According to the Free Lance-Star, Fredericksburg-based University of Mary Washington political science professor Stephen Farnsworth said the 28th District is “one of the most competitive races in Virginia and one of a handful that could determine whether Republicans can overturn the Democrats’ 55-45 majority.”
House District 66: Sponsler v. Cherry
The District 66 race is one to be watched closely. It is the bluest seat held by a Republican, and former Speaker Del. Kirk Cox, who ran in Virginia’s gubernatorial convention against would-be candidate Youngkin, is not seeking reelection after holding the seat for over 30 years.
Republican candidate Mike Cherry, like Cox, is an educator who is facing off against Democrat former National Park Service ranger Katie Sponsler.
According to VPM, Democrats in the 66th should be seeing advantages from a recent redistricting that ” introduced a swath of Democratic voters.”
Data from VPAP corroborates this expectation, as told by VPM, “District 66 had the greatest political swing of all redrawn districts, moving 32 points to the left. That shift showed in the 2019 general election results, when Cox won by only five points, his closest margin ever.”
Sponsler has outpaced Cherry in fundraising, with over $925,000. Cherry has raised just over $731,000. In 2019, Cox reclaimed his seat with a margin of victory of 4.7 points, while Biden won the district in 2020 by 10.3 points. Despite this, VPAP still gives Cherry a 2.3 point advantage over Sponsler.
While Cherry is focusing his campaign on parents’ role in education, there appears to be a Democrat enthusiasm gap in the 66th as well.
According to the Richmond Times-Dispatch, Sponsler said of the lack of enthusiasm, “Is there the same energy as when Trump was in office and we had this crisis management mindset by people directly harmed by some of his policies? No, there is not that kind of feeling.”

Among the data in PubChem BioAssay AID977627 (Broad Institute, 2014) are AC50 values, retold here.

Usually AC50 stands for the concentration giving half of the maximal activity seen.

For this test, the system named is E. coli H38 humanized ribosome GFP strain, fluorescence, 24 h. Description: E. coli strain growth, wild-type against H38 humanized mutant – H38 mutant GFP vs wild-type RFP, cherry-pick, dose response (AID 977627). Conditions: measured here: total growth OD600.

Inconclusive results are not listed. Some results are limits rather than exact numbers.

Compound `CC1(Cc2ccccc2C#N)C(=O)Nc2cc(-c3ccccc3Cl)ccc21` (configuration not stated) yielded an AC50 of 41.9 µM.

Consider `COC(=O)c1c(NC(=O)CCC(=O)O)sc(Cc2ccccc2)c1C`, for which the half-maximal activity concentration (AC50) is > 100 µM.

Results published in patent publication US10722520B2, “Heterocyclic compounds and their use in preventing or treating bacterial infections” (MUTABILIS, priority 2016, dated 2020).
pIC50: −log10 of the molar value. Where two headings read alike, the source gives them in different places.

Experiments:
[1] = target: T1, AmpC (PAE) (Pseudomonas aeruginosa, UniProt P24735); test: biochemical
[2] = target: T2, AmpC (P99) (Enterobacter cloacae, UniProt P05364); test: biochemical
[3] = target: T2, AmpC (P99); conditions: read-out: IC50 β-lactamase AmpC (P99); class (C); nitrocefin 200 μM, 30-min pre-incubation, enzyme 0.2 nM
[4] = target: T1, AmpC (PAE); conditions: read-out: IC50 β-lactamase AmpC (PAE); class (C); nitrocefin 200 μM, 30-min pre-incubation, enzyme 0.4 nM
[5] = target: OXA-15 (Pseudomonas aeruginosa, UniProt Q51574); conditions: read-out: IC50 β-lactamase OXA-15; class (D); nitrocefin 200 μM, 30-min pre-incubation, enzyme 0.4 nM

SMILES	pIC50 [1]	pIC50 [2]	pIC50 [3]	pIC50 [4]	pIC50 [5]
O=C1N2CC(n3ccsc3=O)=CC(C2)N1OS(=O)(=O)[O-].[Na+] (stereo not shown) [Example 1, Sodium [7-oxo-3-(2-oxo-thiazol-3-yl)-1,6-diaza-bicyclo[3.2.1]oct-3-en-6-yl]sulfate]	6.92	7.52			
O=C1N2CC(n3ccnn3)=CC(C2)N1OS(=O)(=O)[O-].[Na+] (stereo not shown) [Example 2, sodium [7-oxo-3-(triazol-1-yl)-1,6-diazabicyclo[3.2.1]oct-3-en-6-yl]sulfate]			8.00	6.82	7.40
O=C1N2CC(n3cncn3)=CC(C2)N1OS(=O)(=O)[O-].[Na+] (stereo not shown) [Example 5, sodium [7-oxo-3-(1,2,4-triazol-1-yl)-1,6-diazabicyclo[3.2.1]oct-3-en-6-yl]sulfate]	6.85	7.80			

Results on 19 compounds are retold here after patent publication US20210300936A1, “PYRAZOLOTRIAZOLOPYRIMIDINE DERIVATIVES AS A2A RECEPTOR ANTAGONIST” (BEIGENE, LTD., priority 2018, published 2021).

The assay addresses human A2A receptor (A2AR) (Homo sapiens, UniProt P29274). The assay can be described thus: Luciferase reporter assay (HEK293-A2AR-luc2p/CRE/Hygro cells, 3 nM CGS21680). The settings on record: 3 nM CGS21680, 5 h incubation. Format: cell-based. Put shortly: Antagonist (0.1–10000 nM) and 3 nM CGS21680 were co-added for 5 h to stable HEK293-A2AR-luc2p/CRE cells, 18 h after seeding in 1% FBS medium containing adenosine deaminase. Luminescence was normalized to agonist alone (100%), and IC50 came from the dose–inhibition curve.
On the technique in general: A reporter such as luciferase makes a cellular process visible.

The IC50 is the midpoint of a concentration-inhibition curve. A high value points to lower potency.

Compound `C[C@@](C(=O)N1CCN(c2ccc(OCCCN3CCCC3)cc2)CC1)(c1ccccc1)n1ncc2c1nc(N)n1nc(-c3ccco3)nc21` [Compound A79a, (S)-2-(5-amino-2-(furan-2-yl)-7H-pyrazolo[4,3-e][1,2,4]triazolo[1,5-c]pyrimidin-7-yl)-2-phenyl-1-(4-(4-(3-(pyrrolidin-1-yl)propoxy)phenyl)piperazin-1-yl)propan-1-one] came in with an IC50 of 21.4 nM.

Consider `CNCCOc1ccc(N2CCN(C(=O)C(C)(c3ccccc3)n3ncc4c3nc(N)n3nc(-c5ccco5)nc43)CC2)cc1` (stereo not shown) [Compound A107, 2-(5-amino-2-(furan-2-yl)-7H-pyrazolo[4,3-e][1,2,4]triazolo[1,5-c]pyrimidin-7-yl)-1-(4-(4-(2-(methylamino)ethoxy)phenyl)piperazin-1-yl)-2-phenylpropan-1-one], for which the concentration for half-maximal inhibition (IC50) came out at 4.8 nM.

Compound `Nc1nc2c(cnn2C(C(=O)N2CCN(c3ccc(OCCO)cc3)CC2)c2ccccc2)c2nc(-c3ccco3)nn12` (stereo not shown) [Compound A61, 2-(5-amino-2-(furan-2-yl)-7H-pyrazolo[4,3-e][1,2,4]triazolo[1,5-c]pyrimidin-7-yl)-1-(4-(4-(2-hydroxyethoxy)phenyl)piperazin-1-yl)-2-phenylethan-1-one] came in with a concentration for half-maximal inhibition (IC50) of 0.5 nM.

Sponsler then denied that there was a lack of enthusiasm, saying, “It’s not a lack of enthusiasm. It’s, ‘OK, we can breathe a little bit.’ That’s good. I’ve been to war, and being on high alert all the time is not healthy.”
Democrats see this district as one of their biggest pickup opportunities.
House District 73: Willett v. Kastelberg
District 73 between incumbent Democrat Del. Rodney Willett and Republican challenger Mary Kastelberg is a rematch from 2019, where Willett won the Henrico suburb of Richmond by about 1,300 votes, according to the Richmond Times-Dispatch.
Willett has far outraised Kastelberg with over $1.7 million, while Kastelberg has raised just over $815,000.
In 2019, Willett’s margin of victory was 4.5 points, and Biden won the district by 20.5 points in 2020. Despite this, VPAP only gives Willett a 0.2 point advantage over Kastelberg and lists it as the most competitive race based on recent voting patterns.
Kastelberg, however, says that the Republican excitement and engagement levels this year, as compared to 2019, are “so much higher,” according to CBS 6.
House District 75: Tyler v. Wachsmann
District 75 is another rural seat held by a Democrat, incumbent Del. Roslyn Tyler, who is being challenged by Republican Otto Wachsmann. Tyler has held the Southside district since 2006 and is in a rematch with Wachsmann, who lost in 2019 by only 506 votes.
In another instance of the Democrat far outpacing Republican fundraising numbers, Tyler has raised over $1.5 million, while Wachsmann has almost $740,000.
In 2019, Tyler’s margin of victory was only 1.1 points, while Biden won the district by 7.3 points in 2020. VPAP gives the 15-year incumbent only a 0.8 point advantage, but CNalysis rates this race at “Tile R.”
House District 83: Guy v. Anderson
As aforementioned, Hampton Roads is a major grab in Virginia politics, and District 83 is exemplary of potential Democrat erosion in the area.
Democrat incumbent Del. Nancy Guy, who won her seat in the massive 2019 sweep, won by fewer than 30 votes. Legal activist Tim Anderson is challenging her as the Republican.
Guy has had the third most lucrative fundraising effort of any House candidate in 2021, trouncing Anderson’s effort at over $2 million. Anderson has just over $727,000.
Guy’s 2019 margin of victory in 2019 was only 0.2 points, and Biden won the district by 15.1 points in 2020. While VPAP gives her a 0.6 point advantage this time, CNalysis rates this race as a “toss-up,” and the Hampton Roads Black Caucus’s endorsement of Youngkin could play a major role down ballot.
Trends Heading Into Election Day:
Despite the fact that Virginia has been trending blue for the past several election cycles, culminating in a massive sweep of the Virginia House of Delegates in 2019 and a ten-point victory for Biden in 2020, many factors indicate the House is once again up for grabs.
Democrats have a massive fundraising advantage over Republicans, as well as the benefit of incumbency going into Tuesday. However, money does not appear to be as determinative as it has been in the past. With Biden’s approval rating in the Commonwealth plummeting and contentious education issues serving as the undercurrent for Republican enthusiasm, the control of the House may shift hands.